Welcome to ‘The Pulse of COMC’ , a new monthly blog series where we give our team members a chance to be heard on topics ranging from sports to pop culture and everything in between! For our inaugural flight, we’re turning our attention to our local beloved Seattle Mariners baseball team.
Following another failed attempt at earning a playoff spot in 2018, the Seattle Mariners made some drastic off season roster changes, parting ways with established superstars and key players while in return replenishing their farm system with younger talent expected to make an impact in 2020 and beyond. The Mariners have stated that their plan is to be competitive in the future, leaving a lot of question marks for what could be a ‘results may vary’ 2019.
With that in mind, we asked our team to answer the following questions:
How many games will the Mariners win in 2019?
“I think the Mariners have enough upside to be a .500 team. A lot key veterans were traded away, but I don’t think this will be the 100-loss disaster a lot of people are foreseeing. I’ll put my win/loss prediction at 79-83. It’s tricky because Edwin Encarnacion and Jay Bruce add pop to the lineup, but could be traded if they perform well enough and will make it tougher to reach the .500 plateau with their absence.” – Dieter V.
“The Seattle Mariners certainly had an overhaul of sorts, with a projected six new starters in the lineup, and do not quite have the look of a contender. However, how much did they really lose? Looking at the numbers shows you that the losses weren’t extreme. Going out was a combined 90 HR, 322 RBI, 33 SB, and a combined slash line of .263/.331/.421. The one caveat to these numbers is the fact that Robinson Cano only appeared in 80 games due to suspension and his overall production will be the toughest to replace. All in all these numbers are not hard to replace and they brought in a lot of power over the off-season with Edwin Encarnacion, Domingo Santana, and Jay Bruce while pairing that with athleticism in guys like Mallex Smith, J.P. Crawford, and Shed Long. The pitching staff remains largely the same with the exception of Yusei Kikuchi taking over for the departed James Paxton.
Overall I would be hard pressed to say that this team is worse, on paper, in 2019 compared to 2018 however they still have the look and feel of a rebuilding team. If they finish above .500 I would call it an over-achievement so I will make my proclamation that they finished the season with a 80-82 record.” – Kyle S.
“Even though the team lost a lot of fan-favorites and key producers, I look at our projected roster and I see a group of guys with plenty of high upside, but more importantly, plenty of heart and desire to play the game at a high level. I think we took a step backwards, but it won’t be as miserable as most expect. 77 wins sounds about right.” – James G.
“Not as many as my beloved Yankees and more than my hometown Texas Rangers. Probably around 76-77″ – Rich K.
“70” – Sam P.
“65” – Darren F.
“Some; I mean statistically, they have to, right?” – Joseph H.
How do you feel about the off season changes the team made?
“Domingo Santana was a sneaky pickup who has a few years of team control and already has a 30 HR season under his belt at the MLB level. If Kyle Seager and/or Dee Gordon return to form, the Mariners offense could be above average. Pitching is where there are some issues. King Felix has lost his crown, Mike Leake and Wade LeBlanc are #3 or #4 starters at best. Marco Gonzales is not a true ace, and Yusei Kikuchi is a #2 or #3. With no dominant starter and a patchwork bullpen, we could see a lot of runs allowed.
I love the acquisition of Jarred Kelenic in the trade with the Mets. He could be the future face of the franchise. If he builds on how he performed as an 18 year old, he’ll be a top 25 prospect in all of MLB heading into 2020. Kyle Lewis is finally healthy and having a strong showing this Spring. The future of the M’s outfield looks very promising.” – Dieter V.
“How do I feel? This team robbed me of my ability to feel, long ago. Rebuilding isn’t necessarily a bad thing… but the timing and implementation of these moves… doesn’t make a ton of sense.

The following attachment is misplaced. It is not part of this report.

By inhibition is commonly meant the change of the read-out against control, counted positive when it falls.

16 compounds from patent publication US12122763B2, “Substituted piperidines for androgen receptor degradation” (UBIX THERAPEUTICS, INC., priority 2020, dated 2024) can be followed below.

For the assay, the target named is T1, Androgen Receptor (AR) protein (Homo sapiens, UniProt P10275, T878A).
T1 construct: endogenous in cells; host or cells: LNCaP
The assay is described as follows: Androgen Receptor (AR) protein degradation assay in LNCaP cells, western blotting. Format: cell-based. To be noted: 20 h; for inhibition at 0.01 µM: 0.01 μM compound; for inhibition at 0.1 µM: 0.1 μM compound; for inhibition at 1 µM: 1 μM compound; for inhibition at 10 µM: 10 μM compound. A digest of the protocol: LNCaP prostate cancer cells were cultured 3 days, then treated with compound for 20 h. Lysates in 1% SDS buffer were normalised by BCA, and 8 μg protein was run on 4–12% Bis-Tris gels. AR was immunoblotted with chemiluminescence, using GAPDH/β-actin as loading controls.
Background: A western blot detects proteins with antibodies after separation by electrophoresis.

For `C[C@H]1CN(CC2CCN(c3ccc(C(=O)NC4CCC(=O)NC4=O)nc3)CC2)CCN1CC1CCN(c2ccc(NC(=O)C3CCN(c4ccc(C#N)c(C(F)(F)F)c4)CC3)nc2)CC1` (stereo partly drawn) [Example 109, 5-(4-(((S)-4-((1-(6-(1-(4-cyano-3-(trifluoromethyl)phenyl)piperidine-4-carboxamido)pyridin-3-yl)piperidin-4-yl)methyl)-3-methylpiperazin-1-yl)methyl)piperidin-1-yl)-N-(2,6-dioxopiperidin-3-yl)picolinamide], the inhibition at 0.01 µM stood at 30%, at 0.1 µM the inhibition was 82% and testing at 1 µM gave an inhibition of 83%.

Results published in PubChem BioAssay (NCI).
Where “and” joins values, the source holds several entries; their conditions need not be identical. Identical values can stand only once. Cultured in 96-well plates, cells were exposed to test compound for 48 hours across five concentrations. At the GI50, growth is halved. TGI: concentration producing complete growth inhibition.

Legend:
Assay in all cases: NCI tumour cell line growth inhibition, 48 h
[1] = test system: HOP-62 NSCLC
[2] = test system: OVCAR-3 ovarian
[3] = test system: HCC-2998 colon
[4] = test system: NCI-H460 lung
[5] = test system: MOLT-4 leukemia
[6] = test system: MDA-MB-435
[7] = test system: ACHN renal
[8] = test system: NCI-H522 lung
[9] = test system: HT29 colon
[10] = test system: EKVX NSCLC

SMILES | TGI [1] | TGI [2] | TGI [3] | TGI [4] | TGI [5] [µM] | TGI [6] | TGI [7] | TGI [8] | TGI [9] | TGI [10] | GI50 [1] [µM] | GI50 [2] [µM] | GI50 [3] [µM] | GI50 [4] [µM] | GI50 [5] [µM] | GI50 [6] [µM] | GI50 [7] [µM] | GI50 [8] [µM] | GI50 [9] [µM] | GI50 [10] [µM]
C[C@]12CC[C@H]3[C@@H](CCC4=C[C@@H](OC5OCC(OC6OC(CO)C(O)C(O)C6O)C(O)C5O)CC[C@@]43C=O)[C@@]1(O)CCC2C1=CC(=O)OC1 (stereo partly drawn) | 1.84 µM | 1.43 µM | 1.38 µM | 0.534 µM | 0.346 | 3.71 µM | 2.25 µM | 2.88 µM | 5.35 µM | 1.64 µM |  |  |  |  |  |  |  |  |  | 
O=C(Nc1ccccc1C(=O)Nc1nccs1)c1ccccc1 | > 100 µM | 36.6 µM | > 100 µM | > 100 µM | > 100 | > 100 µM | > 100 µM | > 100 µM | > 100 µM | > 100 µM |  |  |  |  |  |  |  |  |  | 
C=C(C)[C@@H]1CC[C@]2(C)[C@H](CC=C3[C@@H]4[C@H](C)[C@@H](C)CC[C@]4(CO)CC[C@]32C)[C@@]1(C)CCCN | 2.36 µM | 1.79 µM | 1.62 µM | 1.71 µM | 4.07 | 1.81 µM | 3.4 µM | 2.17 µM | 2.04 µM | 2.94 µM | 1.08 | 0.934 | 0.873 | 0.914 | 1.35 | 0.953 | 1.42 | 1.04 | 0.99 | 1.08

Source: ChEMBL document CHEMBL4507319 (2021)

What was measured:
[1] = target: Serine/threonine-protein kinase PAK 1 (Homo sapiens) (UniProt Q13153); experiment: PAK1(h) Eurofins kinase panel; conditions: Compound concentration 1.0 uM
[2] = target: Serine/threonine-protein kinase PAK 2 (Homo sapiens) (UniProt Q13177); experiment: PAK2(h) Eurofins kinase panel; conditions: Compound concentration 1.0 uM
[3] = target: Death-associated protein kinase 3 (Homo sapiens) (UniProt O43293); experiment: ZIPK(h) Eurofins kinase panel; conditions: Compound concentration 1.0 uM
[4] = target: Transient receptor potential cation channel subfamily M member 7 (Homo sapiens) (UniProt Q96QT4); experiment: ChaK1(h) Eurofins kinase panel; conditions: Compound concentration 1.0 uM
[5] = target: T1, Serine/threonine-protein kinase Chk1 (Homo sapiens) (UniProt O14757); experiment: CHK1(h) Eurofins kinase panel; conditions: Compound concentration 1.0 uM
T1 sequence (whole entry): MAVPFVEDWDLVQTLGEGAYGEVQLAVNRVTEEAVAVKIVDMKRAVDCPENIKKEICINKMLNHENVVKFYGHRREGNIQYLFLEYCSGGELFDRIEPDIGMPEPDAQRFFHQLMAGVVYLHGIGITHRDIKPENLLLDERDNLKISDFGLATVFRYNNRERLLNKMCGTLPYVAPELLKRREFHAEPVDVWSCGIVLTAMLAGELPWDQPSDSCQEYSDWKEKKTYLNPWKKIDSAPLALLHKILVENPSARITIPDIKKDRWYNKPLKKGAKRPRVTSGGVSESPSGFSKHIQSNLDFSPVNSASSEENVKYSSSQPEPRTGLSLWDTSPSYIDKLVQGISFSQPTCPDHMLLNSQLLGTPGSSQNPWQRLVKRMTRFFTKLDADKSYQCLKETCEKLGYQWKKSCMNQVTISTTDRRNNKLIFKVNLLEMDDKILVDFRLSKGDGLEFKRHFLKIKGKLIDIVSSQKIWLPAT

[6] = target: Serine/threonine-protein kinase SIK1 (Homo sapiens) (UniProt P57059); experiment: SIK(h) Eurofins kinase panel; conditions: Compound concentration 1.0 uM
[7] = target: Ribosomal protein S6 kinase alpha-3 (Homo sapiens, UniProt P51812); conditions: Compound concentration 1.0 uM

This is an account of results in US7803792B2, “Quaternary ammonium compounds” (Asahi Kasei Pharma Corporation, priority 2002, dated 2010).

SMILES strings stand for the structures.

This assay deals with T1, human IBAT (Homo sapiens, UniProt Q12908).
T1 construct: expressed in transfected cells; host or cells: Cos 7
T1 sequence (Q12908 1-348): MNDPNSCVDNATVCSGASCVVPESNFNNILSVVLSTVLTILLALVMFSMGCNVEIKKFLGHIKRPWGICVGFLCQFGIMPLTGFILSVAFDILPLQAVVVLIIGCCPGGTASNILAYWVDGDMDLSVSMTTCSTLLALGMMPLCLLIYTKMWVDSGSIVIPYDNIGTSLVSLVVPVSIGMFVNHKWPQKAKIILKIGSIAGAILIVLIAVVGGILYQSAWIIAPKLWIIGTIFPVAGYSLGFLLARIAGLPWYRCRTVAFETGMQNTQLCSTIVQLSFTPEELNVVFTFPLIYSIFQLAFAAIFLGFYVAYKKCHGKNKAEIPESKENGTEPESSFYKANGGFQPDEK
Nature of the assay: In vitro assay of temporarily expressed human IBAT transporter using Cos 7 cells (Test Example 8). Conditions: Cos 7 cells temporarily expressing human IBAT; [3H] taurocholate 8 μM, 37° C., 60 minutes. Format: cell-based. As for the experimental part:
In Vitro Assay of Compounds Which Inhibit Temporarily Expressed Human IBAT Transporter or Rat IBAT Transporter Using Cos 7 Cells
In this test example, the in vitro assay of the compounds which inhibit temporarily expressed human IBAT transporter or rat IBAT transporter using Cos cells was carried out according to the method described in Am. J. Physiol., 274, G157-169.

First off: Hunter Strickland is not a closer. Hunter Strickland is a moron.Secondly, How did we not trade Nelson Cruz at the deadline last year? And instead let him walk… for nothing? How much more was Cano worth after his 2017 season? Why trade Mallex Smith the first time? We ended up paying more for literally the same player we already had.I think Edwin Diaz and Mike Zunino were a larger part of the M’s 2018 “success” than most people realize. I actually like Jay Bruce and Edwin Encarnacion – it’s too bad they aren’t going to be in our lineup past June.
Lastly, I think it was disrespectful to Felix Hernandez and his career in Seattle, not to go for the playoffs, in the final year of his contract. Whatever you think of King Felix… this franchise owed it to him, to try and contend… TWO front office extensions were tenured on the assumption that we were fielding a competitive team. What impact player did Dipoto acquire mid-season? Oh yeah, Cameron Maybin. To me, these off-season moves were nearly all front-office justification — for their inability to field a contender… or even, a wildcard team. It’s a lot easier to fail if you don’t give fans the expectation that you’ll succeed.” –Sam P
“Having been a die-hard M’s fan in the 90’s and 2000’s, it pains me to say that for almost a decade now I haven’t cared nearly as much. I used to go to a few games a season and yet I’ve only been to a couple the past few seasons. So even though five big names are gone from last season’s epic fade job, I never grew attached to them and don’t plan on doing so with this new crop of supposed high-level talent.” – Darren F.
“The changes made were a necessary evil. The core they had proved unfit to get the team to the playoffs and being a middle-of-the-road franchise has been growing tiresome for the team and the fan-base. They needed to blow up the team and start as fresh as they could and they did that. In my eyes the off season was successful in the now but the player development department will need to work overtime to ensure it is successful in the future. Bringing in top prospects in Jarred Kelenic, Justus Sheffield, Justin Dunn, Erik Swanson, and Shed Long really stocked up a very depleted farm system that at the time only had Evan White and Kyle Lewis to hang their hats on. The front office says they built this team to compete by 2020 and I think these off season changes help the team outlook more for the 2021 season and beyond. They still lack starting pitching and bullpen arms to build on which is why I think the rebuild takes a year longer than they projected. However I am still happy with the way the off season went and feel refreshed that this team actually has a farm system to be excited about.” – Kyle S.